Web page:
Perspectives on Special Topics
Considering the long involvement of the Christian churches in the ownership and conduct of schools in Trinidad and Tobago, it is natural that religious instruction played a significant role inside the classrooms and in the debates of education policy makers. The view of all the churches, Christian and non-Christian, has always been that religious instruction must be integrated into the teaching of other subjects, that schools must have a religious atmosphere and that religious instruction must be delivered primarily by classroom teachers whose own lives should exemplify the influence of religion.1 The Roman Catholic Church went further than other Christian churches in insisting that all its members must send their children to Roman Catholic schools where available. During the time of Archbishop Flood, religious sanctions were applied to negligent parents.2
While differing from the churches on the question how religious instruction was to be integrated into the curriculum, government officials responsible for education, from emancipation up to at least the middle of the twentieth century, shared the views of the clerics that religious instruction was an absolute necessity in education. Both clerics and government officials believed that morality and character in children could best be founded on religious instruction, and that the preservation of social order and well-being was dependent on the diffusion of religious morality. As Lord Harris once put it, "without religious principles no society of man can flourish".3 Clerics and government officials, however, had a long history of differences over the implementation of policy; each side had special interests of great importance to itself, but not necessarily of any priority to the other side.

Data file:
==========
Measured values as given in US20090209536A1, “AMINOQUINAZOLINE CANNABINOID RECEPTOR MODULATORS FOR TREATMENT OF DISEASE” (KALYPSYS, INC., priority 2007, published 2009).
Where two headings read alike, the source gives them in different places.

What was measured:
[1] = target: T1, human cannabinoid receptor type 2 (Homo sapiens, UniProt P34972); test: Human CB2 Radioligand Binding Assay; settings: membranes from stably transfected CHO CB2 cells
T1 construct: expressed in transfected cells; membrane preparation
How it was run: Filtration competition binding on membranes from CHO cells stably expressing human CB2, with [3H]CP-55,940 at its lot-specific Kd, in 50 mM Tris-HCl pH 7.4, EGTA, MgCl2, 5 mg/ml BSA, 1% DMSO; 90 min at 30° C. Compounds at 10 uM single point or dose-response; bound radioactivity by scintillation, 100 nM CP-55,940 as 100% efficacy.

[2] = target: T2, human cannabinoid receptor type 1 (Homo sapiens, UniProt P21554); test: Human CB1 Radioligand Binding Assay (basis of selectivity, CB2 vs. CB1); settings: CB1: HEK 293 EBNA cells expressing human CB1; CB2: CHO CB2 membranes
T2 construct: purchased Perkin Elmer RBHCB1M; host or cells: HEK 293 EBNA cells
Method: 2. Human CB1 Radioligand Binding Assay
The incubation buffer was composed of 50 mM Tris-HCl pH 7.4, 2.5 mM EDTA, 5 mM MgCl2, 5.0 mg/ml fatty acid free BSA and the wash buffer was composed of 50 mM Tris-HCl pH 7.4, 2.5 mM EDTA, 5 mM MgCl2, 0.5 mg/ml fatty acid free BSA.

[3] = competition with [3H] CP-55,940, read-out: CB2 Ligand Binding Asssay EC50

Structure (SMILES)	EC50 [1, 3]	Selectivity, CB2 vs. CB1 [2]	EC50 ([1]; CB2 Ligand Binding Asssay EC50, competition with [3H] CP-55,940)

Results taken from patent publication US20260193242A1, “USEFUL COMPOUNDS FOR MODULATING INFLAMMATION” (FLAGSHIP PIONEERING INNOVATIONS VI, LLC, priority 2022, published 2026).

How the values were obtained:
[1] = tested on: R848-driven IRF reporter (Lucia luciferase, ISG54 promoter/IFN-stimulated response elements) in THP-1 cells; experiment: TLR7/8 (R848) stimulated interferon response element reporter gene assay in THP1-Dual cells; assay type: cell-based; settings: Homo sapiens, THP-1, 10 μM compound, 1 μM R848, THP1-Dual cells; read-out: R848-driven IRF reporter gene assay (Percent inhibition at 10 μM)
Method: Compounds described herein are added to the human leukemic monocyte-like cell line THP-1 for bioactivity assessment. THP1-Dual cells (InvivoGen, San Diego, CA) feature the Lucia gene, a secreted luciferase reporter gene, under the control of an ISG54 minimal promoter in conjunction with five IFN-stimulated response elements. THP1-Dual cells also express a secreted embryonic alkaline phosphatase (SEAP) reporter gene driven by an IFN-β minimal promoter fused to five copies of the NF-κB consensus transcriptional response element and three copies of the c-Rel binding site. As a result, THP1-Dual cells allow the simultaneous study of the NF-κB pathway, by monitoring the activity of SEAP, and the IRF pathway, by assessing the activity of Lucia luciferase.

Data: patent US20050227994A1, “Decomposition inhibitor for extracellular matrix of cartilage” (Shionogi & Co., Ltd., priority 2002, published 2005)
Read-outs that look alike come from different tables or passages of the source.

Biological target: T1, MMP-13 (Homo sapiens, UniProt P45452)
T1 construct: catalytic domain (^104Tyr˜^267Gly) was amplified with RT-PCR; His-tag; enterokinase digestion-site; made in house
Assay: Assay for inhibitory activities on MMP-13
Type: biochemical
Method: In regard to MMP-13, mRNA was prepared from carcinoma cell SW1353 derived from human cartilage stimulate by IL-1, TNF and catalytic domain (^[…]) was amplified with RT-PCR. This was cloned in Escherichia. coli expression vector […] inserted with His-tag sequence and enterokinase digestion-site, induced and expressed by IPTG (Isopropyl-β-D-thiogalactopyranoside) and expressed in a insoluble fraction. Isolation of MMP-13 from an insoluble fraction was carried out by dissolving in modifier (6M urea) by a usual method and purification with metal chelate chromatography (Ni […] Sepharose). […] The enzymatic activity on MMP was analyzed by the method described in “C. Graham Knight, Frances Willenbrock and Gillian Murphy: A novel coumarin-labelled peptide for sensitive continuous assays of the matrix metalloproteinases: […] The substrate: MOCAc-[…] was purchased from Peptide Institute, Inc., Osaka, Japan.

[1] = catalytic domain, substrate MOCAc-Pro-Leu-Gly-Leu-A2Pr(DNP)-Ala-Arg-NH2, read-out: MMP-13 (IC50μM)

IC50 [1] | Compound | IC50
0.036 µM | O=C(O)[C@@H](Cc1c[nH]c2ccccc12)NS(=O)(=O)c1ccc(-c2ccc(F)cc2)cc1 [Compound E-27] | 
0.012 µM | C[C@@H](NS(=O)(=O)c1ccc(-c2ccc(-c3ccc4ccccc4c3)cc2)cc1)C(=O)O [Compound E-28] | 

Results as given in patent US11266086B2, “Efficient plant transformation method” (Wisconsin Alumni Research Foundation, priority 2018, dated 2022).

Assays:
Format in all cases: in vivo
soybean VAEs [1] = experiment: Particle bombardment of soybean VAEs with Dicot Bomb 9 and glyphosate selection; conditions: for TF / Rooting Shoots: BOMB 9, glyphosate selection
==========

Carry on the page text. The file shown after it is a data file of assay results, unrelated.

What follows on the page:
Religious instruction can be segmented into three broad interrelated areas of activity: the teaching of Bible knowledge which hopefully could aid religious